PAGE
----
WASHINGTON – The US Department of Justice announced on Wednesday the appointment of former FBI chief Robert Mueller as special counsel to oversee the investigation of alleged Russian efforts to affect the 2016 election in favor of now-President Donald Trump.
Mueller, 72, is a Vietnam veteran and former US attorney who ran the FBI from 2001-2013.
The appointment was announced by Deputy Attorney General Rod J. Rosenstein, who has authority over the Russia probe due to the decision of Attorney General Jeff Sessions’ decision to recuse himself because of his role in the Trump campaign.
“My decision is not a finding that crimes have been committed or that any prosecution is warranted. I have made no such determination,” Rosenstein said in a statement.
“What I have determined is that based upon the unique circumstances, the public interest requires me to place this investigation under the authority of a person who exercises a degree of independence from the normal chain of command,” he said.
Rosenstein, a career DoJ official, is one of the few senior figures in the Trump administration to enjoy the confidence of both Republican and Democratic lawmakers.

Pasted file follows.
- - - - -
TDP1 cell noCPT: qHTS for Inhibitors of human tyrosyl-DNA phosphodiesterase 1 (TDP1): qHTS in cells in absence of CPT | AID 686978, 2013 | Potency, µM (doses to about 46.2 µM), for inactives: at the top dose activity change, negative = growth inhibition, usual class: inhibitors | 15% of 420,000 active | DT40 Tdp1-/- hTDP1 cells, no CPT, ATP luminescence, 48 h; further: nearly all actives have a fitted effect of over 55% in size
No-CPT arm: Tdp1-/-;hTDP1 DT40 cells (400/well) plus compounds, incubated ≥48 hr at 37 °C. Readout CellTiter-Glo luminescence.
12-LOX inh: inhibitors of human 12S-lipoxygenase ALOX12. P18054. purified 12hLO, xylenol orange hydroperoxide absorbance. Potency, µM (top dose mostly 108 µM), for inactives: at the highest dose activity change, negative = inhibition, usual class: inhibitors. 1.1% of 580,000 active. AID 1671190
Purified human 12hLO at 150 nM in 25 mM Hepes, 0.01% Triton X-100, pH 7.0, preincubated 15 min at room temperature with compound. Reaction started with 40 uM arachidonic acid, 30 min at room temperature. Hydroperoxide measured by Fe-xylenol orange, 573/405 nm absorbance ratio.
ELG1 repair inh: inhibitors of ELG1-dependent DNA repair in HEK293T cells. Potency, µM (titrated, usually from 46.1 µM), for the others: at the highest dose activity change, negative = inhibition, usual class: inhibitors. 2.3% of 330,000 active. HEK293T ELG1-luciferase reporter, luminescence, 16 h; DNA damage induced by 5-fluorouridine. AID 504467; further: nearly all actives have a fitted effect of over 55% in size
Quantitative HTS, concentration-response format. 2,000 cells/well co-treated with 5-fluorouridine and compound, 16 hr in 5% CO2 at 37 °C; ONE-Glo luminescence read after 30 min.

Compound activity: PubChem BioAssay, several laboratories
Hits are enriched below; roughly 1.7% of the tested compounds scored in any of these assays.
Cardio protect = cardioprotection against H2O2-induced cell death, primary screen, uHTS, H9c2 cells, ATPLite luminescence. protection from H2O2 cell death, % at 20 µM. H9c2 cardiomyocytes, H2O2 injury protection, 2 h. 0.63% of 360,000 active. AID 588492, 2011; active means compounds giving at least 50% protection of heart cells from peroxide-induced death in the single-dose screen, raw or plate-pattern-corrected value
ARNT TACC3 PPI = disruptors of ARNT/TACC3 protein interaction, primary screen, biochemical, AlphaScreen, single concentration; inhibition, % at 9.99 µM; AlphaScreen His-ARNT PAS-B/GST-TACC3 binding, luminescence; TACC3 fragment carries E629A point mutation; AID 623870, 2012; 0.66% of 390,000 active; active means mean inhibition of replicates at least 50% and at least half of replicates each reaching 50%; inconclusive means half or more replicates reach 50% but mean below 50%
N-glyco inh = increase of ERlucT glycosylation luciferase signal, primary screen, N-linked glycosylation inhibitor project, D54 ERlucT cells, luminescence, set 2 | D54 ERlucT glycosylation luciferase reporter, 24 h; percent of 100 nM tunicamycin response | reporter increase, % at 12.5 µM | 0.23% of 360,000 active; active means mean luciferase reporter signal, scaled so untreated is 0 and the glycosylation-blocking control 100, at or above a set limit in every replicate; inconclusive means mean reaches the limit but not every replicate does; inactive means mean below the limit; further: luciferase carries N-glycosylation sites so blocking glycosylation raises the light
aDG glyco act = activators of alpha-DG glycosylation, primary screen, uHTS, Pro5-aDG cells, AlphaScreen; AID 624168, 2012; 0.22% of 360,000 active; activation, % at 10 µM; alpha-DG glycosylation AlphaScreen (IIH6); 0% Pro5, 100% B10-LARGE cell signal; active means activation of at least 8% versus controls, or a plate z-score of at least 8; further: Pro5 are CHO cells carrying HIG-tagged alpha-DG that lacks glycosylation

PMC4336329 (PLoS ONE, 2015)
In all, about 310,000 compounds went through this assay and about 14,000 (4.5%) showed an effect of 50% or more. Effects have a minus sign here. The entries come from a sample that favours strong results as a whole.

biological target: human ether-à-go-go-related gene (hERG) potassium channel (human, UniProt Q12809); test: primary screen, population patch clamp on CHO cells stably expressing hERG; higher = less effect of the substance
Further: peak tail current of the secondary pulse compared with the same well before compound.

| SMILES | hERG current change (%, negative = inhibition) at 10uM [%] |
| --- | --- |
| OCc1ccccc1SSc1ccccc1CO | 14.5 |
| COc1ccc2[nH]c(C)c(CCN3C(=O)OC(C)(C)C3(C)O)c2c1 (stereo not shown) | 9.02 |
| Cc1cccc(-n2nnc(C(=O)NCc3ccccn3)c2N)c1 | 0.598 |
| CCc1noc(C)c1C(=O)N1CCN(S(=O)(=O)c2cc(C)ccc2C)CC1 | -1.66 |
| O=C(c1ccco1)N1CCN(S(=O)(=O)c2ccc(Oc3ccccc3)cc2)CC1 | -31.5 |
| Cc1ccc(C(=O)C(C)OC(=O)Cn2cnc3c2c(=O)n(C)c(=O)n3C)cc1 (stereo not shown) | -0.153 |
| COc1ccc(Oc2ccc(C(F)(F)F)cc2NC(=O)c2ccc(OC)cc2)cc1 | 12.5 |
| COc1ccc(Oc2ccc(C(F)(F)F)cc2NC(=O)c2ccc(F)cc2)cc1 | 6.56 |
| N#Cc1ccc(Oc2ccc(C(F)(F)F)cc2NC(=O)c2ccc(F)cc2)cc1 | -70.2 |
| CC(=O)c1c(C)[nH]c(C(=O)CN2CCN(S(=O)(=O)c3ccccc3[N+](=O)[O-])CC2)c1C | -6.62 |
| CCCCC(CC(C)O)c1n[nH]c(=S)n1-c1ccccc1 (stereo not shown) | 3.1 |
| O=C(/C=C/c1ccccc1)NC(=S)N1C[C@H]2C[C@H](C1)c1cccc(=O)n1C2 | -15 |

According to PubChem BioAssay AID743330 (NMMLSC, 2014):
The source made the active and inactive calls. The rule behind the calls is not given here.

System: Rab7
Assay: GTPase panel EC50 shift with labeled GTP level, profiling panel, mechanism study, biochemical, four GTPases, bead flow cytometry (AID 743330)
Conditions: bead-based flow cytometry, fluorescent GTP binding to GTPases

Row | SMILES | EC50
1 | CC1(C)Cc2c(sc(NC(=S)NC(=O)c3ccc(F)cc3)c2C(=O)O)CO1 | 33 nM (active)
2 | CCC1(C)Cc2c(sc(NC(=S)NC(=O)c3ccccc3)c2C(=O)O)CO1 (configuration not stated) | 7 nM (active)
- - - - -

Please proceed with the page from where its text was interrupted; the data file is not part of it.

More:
“Special Counsel Mueller will have all appropriate resources to conduct a thorough and complete investigation, and I am confident that he will follow the facts, apply the law and reach a just result,” the deputy attorney general said.
Mueller has agreed to resign from his private law firm to allay concerns about potential conflicts of interest, DoJ said.
The naming of Mueller as special counsel comes a week after Trump abruptly fired the man who succeeded him as FBI director, James Comey.
While the official announcement of Comey’s dismissal cited his handling of the investigation into Hillary Clinton’s use of a private e-mail server during her 2009-2013 tenure as secretary of state, Democrats accused Trump of seeking to short-circuit the probe of possible collusion between his team and the Russian government.
Senators plan to question Rosenstein about Comey’s firing when the deputy attorney general testifies Thursday in a closed hearing.